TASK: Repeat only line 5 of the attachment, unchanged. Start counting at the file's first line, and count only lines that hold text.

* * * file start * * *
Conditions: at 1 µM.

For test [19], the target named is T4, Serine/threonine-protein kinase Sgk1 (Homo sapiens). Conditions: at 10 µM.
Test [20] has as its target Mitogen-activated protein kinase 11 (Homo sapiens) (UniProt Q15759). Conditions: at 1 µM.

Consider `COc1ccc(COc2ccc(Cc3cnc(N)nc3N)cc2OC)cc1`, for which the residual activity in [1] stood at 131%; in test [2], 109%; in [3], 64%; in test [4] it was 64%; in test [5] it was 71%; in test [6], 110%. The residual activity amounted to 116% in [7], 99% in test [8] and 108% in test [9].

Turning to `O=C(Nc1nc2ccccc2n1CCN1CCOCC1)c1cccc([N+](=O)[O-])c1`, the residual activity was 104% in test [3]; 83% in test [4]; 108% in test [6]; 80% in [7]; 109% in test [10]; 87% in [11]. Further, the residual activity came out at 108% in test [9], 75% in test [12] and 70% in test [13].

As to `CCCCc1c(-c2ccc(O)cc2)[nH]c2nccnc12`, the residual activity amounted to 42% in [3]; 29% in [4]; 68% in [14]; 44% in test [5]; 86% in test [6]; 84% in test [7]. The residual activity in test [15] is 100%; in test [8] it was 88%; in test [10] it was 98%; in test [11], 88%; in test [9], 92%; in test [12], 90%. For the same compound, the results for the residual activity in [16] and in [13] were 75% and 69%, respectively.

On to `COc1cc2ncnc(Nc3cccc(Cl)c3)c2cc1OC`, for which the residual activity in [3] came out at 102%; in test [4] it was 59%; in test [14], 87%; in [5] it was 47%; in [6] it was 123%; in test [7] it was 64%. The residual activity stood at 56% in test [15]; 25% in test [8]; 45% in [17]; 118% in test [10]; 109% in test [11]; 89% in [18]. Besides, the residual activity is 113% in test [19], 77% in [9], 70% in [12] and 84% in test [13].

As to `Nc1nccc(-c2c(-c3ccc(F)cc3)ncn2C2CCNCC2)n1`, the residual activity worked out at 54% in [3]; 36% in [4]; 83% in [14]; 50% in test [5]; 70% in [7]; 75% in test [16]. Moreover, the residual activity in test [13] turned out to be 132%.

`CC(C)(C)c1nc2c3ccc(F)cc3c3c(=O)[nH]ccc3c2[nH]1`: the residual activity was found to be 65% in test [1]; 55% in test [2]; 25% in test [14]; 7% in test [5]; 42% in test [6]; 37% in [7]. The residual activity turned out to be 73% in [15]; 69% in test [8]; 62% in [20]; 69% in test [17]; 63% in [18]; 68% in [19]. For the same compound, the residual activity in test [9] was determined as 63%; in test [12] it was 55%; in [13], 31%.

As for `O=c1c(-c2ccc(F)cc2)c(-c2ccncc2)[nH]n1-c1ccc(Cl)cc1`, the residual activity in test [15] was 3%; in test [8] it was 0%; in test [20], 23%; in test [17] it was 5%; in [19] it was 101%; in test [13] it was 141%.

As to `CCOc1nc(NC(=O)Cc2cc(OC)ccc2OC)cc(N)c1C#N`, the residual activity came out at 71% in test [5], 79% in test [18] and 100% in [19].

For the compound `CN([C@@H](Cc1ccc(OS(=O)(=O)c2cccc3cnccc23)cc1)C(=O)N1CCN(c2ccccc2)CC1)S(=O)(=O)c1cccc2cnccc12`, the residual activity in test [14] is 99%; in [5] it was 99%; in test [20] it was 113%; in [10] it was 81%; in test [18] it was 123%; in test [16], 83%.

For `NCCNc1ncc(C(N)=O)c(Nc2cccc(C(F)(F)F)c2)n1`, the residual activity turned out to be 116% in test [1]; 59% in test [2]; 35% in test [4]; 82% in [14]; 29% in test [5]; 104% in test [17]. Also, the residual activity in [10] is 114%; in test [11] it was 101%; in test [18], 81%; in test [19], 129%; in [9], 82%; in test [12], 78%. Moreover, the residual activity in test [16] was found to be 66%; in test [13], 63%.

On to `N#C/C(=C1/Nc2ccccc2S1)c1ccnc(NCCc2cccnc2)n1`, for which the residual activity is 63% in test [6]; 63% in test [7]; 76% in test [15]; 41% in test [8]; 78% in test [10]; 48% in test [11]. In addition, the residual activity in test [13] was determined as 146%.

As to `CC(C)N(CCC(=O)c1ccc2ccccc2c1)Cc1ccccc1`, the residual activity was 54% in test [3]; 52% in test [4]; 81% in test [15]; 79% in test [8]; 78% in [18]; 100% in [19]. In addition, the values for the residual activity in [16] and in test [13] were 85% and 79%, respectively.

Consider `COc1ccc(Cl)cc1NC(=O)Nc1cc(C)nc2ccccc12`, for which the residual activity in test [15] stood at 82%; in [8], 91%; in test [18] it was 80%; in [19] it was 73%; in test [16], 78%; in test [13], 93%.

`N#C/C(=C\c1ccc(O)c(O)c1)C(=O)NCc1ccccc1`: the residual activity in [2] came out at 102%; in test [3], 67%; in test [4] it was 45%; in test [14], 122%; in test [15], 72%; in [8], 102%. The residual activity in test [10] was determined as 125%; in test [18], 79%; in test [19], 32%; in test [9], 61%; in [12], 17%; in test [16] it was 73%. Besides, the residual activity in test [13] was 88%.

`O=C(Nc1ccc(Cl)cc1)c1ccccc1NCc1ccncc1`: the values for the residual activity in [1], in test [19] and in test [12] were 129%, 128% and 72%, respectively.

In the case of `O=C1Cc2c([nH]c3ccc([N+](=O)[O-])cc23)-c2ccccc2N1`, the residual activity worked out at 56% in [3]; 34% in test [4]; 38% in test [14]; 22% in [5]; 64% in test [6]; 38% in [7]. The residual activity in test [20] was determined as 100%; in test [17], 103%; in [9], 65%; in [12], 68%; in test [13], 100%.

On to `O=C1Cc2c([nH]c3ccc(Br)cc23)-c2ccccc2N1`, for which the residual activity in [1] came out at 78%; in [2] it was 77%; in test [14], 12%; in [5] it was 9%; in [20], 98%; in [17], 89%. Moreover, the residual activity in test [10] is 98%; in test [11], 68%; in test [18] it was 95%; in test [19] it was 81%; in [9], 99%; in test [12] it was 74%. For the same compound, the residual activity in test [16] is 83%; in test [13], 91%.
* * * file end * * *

Turning to `O=C(Nc1nc2ccccc2n1CCN1CCOCC1)c1cccc([N+](=O)[O-])c1`, the residual activity was 104% in test [3]; 83% in test [4]; 108% in test [6]; 80% in [7]; 109% in test [10]; 87% in [11]. Further, the residual activity came out at 108% in test [9], 75% in test [12] and 70% in test [13].